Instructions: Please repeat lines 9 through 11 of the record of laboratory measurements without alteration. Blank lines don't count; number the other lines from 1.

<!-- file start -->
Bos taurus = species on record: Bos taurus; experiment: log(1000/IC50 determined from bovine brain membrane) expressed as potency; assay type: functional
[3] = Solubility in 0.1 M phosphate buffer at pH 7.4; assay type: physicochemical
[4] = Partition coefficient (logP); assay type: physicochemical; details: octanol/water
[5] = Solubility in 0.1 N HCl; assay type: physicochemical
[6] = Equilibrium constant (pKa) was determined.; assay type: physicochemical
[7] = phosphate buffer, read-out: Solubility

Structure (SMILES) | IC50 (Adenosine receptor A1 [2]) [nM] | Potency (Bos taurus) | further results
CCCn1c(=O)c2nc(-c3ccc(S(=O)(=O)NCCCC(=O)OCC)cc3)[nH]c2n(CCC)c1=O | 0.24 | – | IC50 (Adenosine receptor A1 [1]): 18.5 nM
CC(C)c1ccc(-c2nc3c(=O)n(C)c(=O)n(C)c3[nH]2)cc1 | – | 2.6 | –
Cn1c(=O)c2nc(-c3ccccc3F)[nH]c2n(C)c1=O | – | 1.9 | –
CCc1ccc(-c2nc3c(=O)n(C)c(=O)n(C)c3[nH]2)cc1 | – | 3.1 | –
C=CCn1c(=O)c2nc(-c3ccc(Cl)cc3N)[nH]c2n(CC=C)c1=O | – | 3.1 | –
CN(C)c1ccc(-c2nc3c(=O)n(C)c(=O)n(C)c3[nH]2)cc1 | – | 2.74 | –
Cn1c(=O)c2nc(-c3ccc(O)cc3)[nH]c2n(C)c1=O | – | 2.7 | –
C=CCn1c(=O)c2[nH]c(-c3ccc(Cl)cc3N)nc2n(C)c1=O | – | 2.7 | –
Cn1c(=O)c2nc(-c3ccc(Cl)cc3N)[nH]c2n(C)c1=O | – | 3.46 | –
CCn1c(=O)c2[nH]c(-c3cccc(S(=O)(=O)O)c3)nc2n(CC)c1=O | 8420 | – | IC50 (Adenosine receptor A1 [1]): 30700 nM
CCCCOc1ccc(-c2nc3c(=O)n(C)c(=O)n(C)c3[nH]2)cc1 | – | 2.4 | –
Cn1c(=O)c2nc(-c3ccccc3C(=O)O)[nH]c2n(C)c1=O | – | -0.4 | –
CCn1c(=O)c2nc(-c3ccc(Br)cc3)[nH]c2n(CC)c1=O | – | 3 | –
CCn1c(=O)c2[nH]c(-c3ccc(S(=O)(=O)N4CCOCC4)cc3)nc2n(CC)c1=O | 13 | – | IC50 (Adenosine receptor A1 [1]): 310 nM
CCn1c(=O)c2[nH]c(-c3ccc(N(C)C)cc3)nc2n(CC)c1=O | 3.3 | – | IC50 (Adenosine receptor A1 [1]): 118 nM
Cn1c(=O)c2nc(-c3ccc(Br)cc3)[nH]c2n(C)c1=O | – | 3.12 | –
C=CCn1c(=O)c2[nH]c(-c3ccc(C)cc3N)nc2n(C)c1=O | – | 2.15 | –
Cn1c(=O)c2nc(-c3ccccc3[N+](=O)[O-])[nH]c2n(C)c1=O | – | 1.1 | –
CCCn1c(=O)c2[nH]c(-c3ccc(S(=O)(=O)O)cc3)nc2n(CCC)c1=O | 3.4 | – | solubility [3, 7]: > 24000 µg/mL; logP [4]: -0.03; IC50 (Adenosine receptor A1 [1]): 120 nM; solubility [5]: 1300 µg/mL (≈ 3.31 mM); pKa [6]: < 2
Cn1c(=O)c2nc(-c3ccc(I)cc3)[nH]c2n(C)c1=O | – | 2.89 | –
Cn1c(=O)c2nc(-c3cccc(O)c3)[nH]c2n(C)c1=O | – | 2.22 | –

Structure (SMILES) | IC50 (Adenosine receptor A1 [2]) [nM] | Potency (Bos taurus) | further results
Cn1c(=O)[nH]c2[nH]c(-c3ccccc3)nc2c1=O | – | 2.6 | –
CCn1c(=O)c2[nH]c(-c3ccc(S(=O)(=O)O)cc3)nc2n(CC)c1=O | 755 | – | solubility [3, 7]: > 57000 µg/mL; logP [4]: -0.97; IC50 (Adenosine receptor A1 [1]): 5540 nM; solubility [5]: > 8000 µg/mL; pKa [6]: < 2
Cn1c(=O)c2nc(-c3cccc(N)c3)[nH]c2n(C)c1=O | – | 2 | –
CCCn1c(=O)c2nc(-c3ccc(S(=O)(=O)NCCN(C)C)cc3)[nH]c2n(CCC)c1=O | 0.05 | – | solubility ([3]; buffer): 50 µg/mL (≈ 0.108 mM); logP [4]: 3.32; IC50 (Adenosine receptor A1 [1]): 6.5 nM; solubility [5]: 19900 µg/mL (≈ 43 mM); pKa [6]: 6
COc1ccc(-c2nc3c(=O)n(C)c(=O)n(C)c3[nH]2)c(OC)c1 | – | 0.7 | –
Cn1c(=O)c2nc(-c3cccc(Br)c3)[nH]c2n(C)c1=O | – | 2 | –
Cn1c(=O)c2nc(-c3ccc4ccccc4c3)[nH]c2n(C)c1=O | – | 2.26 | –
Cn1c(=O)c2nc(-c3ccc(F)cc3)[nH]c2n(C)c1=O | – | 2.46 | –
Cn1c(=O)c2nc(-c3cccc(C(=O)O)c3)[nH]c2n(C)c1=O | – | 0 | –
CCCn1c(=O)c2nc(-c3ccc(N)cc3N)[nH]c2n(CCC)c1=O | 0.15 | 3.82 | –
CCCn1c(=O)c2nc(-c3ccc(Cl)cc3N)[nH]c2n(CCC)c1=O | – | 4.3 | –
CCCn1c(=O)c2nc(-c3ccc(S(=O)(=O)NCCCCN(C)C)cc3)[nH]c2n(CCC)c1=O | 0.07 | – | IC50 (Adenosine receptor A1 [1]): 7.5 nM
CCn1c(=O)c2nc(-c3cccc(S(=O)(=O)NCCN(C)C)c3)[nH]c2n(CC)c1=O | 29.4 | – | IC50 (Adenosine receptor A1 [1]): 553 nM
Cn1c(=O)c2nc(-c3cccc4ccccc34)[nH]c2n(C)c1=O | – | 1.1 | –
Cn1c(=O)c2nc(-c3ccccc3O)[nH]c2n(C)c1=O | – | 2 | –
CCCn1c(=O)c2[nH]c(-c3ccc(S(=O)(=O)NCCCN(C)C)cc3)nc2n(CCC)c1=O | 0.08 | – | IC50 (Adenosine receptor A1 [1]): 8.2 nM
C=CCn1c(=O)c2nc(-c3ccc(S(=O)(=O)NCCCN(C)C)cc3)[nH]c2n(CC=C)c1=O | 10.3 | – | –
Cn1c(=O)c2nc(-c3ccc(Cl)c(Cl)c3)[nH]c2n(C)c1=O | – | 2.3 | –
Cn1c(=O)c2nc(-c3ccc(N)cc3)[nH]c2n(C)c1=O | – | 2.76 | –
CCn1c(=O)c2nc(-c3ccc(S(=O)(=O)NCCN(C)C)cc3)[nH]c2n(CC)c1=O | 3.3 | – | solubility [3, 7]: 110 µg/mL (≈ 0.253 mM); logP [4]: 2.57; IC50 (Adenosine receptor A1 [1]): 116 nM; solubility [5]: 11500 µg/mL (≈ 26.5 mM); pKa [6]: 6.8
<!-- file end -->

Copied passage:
CC(C)c1ccc(-c2nc3c(=O)n(C)c(=O)n(C)c3[nH]2)cc1 | – | 2.6 | –
Cn1c(=O)c2nc(-c3ccccc3F)[nH]c2n(C)c1=O | – | 1.9 | –
CCc1ccc(-c2nc3c(=O)n(C)c(=O)n(C)c3[nH]2)cc1 | – | 3.1 | –